times, by reason of the peculiar disabilities imposed upon the soldier who directed it,
General Sir Ian Hamilton. He was in an extraordinary position. He had not planned the
campaign. He had no intimate local knowledge of the scene of the operations. He was told to undertake a task for which the number of troops supposed to be required had been prescribed by others with even less knowledge than himself. He had no chance of effecting a
real surprise attack. Sir Ian Hamilton's final plan for the Battle of the Landing can be very simply stated. He resolved to effect his principal landings at the very tip of the peninsula, upon either side of Cape Helles. The troops were, to advance against the village of Krithia, and afterwards to carry the height of Achi Baba. A second main landing was to be made by the Australians and New Zealanders a little to the north of Gaba Tepe. They were to advance over the divide between Sari Bair and the Kilid Bahr plateau (Pasha Dagh) in the direction of the town of Maidos. It was hoped that the force advancing by way of Krithia and Achi Baba would get into touch with the Australians and that positions would be won from which the Narrows could be dominated. So greatly was the strength of the enemy's defences underestimated that it was seriously expected by many officers that Achi Baba would be crowned by nightfall on the first day. Six months later the expedition was still contemplating the slopes of Achi Baba from afar, while no union had been affected by land between the southern force and the Australians. "Their first boat was close to the beach beyond Gaba Tepe, when it was greeted with a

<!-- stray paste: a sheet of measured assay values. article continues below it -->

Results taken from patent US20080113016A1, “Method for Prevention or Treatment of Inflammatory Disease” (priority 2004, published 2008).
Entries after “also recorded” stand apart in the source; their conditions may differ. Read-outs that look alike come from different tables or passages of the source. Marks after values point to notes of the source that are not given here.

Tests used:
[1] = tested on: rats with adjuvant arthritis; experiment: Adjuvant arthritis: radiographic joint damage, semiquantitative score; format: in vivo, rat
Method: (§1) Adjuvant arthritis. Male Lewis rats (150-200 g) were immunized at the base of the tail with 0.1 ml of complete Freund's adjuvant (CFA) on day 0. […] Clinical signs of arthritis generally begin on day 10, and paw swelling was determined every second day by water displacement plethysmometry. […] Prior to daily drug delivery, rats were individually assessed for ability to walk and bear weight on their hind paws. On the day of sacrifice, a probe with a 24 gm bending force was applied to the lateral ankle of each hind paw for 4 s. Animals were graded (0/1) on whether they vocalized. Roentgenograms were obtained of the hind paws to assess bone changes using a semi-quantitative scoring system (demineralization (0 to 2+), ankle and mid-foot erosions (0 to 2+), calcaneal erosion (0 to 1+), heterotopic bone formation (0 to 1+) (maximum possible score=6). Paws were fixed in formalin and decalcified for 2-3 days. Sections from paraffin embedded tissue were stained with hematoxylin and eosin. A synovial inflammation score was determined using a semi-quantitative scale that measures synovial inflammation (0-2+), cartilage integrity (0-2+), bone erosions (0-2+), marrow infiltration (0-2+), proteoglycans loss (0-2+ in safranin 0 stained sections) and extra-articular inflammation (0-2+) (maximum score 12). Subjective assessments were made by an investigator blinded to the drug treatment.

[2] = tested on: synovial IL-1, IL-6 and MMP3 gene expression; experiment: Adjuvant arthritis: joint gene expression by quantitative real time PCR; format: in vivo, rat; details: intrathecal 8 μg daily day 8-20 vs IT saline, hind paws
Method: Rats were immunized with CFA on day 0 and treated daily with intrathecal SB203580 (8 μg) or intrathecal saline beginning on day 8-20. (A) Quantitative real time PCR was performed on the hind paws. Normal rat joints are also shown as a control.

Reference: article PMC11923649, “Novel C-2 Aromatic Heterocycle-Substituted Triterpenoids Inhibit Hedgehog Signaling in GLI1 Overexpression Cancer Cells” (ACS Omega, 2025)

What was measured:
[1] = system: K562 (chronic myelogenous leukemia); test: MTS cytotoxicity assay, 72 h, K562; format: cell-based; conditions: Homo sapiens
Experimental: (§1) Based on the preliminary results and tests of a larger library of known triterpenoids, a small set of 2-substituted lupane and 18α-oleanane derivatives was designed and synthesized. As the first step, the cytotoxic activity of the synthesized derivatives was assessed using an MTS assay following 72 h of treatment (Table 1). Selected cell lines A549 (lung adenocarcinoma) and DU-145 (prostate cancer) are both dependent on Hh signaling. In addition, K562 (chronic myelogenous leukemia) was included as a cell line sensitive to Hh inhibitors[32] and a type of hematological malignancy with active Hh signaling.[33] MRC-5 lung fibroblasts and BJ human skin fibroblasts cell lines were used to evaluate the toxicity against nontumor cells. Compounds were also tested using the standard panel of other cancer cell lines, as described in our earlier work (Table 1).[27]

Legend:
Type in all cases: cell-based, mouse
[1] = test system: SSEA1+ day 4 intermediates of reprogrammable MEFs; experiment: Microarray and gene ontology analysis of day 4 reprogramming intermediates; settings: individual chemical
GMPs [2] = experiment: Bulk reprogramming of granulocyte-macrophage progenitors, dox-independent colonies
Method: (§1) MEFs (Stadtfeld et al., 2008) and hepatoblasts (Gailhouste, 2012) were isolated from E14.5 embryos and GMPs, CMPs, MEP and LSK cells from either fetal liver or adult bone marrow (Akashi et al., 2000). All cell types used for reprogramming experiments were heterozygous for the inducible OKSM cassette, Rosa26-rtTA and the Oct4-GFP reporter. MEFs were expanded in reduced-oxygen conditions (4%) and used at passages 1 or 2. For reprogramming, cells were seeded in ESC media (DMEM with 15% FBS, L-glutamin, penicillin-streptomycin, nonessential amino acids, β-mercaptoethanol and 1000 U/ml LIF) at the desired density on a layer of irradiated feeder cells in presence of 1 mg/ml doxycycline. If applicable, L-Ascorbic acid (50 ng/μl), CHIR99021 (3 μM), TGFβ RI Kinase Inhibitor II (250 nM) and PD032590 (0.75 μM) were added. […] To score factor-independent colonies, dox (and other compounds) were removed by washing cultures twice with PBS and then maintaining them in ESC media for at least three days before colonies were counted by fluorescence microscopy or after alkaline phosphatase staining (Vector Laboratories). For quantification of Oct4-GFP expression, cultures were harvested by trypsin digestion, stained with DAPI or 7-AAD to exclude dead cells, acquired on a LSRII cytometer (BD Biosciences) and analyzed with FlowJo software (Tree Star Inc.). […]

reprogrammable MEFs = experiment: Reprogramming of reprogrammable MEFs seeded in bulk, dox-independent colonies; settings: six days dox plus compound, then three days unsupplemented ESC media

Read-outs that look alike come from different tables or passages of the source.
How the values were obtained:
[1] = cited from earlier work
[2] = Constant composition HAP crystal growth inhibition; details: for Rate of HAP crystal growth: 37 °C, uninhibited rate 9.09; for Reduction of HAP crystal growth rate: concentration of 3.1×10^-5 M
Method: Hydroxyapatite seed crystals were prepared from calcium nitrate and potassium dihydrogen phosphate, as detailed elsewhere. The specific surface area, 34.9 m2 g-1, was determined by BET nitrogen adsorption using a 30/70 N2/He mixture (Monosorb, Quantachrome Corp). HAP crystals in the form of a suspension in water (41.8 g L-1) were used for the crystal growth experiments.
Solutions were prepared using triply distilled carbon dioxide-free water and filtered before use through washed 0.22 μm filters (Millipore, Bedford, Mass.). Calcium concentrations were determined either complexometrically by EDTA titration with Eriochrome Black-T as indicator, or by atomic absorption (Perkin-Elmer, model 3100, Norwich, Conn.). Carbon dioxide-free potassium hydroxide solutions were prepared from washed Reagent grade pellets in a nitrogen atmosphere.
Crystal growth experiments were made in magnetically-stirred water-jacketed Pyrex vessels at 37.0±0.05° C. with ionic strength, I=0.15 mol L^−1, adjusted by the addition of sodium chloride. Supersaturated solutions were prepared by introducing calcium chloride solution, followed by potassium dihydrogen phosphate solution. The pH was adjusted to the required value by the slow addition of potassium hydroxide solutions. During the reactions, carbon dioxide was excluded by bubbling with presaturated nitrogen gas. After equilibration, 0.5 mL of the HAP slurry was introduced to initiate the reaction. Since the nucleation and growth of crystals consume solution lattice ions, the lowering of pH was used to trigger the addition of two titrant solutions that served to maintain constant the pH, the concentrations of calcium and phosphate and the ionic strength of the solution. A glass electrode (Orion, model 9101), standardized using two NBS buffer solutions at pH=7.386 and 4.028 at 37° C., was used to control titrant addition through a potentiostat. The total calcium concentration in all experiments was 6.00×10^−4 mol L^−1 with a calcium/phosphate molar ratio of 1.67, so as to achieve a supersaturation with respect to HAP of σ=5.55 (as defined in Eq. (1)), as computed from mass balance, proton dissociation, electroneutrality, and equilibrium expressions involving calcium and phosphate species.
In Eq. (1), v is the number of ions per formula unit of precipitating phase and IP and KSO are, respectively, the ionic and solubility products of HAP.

sharp outburst of rifle fire at 4.53 a.m., the light being still dim. The next moment the boat was grating on the sand, and a special correspondent with the Australians afterwards
wrote that the first Ottoman Turk to receive Anglo-Saxon steel since the Crusade was bayoneted at 5.50 am." The original Beach Z, near Gaba Tepe, the point selected as the landing place for the Australians, was not, attacked owing to a fortunate mistake. It was described as a rugged and difficult part of the coast, so rugged that it was not expected to be defended. Sir Ian Hamilton, in describing the landing of the Australians and New Zealanders, stated: Owing to the tows having failed to maintain their exact direction, the actual point